Colleges Need to Get a Grip And Do Their Jobs


Recent events on college campuses around the country show that “political correctness” culture has gone far too far, and administrators are doing a disservice to their students by reinforcing the idea that colleges should be a place with no disagreements or conflicting opinions.

Last month, Bowdoin College came under scrutiny when it was revealed that the school would be punishing students who attended a “tequila” themed birthday party in February. The offense? Not underage drinking or drinking in a dorm room, but some of the students committed the “crime” of wearing a tiny sombrero in some of the pictures, which was considered to be an “act of ethnic stereotyping.”

The hosts of the party were initially placed on social probation, removed from their dorm rooms, and members of Bowdoin’s student government who attended the party were facing impeachment. The threats of impeachment were eventually rescinded, but the whole scenario is still absurd–especially in light of the fact that a school-sanctioned “Cold War” party was taking place at the same time as the tequila-themed bash.

(For those keeping score at home: wearing sombreros and drinking one of the most popular alcohols sold in the state: not okay, and you are a bad person who needs to be punished. Dressing in fur, drinking vodka, referring to yourself as Stalin, and appropriating the dress and customs of nation during a time period where ethnic minorities were killed and imprisoned: totally fine, and it’s one of the best parties on campus.)

Meanwhile, at Emory University in Atlanta, someone wrote “TRUMP 2016” around campus using chalk. “Chalking” is a common way at many colleges and universities to advertise events or spread messages. At Emory, the fact that someone wrote the name of the Republican frontrunner for president on campus sent students and administrators into a full-blown panic. Counseling was offered to students who felt they were triggered by seeing the drawings.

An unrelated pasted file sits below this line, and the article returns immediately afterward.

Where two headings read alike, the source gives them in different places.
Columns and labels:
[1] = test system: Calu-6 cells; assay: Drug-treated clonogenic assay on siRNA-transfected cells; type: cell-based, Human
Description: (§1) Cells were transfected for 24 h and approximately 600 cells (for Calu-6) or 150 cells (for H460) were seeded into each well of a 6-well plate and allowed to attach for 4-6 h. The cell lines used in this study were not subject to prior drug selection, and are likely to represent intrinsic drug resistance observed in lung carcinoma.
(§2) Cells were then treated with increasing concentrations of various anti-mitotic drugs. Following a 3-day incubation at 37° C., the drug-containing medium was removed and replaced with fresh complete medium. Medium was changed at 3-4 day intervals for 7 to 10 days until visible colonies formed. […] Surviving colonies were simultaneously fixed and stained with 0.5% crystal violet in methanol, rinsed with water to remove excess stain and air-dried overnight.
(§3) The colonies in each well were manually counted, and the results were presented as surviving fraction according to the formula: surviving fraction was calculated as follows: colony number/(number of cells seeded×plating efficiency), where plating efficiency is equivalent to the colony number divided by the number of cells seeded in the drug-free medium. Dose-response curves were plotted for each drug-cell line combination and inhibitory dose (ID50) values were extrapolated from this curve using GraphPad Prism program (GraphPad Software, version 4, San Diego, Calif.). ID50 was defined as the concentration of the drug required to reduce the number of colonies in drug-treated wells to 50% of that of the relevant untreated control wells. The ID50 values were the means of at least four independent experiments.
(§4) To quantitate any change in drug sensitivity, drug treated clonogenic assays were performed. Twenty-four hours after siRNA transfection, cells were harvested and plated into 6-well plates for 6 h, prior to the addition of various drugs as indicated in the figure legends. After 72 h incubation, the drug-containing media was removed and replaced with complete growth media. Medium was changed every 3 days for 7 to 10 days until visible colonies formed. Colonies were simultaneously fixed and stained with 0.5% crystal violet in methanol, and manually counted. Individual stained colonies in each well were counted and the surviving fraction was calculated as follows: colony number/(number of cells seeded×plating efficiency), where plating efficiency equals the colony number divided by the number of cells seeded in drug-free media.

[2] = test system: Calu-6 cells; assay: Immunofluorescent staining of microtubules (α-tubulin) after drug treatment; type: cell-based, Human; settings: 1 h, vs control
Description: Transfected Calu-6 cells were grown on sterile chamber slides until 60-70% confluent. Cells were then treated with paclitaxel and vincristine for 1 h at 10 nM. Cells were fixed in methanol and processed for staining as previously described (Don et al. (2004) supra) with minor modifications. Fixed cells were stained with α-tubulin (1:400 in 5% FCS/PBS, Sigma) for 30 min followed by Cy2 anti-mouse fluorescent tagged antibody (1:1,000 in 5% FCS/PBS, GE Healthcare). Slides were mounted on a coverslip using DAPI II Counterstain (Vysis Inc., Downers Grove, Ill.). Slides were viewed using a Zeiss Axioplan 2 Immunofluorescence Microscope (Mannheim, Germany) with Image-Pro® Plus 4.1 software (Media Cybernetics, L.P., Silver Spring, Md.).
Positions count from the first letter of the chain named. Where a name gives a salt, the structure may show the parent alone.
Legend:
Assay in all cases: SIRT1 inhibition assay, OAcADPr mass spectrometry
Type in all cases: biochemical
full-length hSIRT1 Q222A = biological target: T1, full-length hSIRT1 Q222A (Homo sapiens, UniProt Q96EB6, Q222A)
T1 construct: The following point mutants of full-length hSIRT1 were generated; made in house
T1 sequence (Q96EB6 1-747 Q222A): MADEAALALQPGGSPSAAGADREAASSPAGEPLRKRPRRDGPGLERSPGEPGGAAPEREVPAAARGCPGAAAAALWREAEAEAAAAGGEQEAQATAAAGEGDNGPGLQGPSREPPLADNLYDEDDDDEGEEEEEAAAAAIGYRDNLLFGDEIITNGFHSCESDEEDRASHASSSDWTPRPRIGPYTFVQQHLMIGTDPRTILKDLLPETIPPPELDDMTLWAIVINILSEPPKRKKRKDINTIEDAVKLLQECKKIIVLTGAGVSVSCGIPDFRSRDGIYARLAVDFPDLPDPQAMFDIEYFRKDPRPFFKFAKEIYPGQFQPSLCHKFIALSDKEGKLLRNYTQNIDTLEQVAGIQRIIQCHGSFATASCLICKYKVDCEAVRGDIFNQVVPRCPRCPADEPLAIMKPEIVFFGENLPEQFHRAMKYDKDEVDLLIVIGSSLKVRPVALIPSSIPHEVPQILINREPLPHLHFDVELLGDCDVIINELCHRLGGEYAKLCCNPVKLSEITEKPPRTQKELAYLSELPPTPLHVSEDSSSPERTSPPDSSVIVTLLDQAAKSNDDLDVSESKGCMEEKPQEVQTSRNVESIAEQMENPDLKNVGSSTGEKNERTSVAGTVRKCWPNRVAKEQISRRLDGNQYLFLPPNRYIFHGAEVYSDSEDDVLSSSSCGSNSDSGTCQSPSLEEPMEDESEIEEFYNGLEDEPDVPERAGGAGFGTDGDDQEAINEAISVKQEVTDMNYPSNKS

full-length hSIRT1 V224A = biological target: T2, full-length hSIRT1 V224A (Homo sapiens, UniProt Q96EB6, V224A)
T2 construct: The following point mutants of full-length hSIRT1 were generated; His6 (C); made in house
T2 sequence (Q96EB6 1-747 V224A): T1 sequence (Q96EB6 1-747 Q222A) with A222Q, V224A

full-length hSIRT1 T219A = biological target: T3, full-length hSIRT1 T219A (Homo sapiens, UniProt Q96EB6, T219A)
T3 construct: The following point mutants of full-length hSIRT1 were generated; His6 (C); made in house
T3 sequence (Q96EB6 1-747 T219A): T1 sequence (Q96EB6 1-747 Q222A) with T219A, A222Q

In response to the hysterical reactions to chalk drawings at Emory, there was a nationwide effort on April Fools’ Day to chalk variations of “Trump 2016” on college campuses as a way to “make trolling great again.” Dubbed “#TheChalkening,” students at dozens of universities took part as a subtle way of saying “screw you” to hypersensitive college administrations. It’s about time.

It’s not good policy to promote the idea that college should be a happy, fun, “safe space” against any kind of conflict. Conflicts happen in the real world. The real world isn’t a bubble where counseling is readily available if “questionable” graffiti suddenly appears. People in the real world have differing, equally-valid, opinions–and if a person doesn’t know how to appropriately handle disagreements or cope with seeing things they deem offensive, they’re doomed.

The world is becoming increasingly partisan, and it’s relatively easy to block out everyone who doesn’t share your opinion. Part of the job of a college or university–especially top-ranked schools like Bowdoin and Emory–should be to adequately prepare students to enter the workforce as mature, productive adults. That’s not possible if we’re going to have rallies and counseling over tiny sombreros and chalk.


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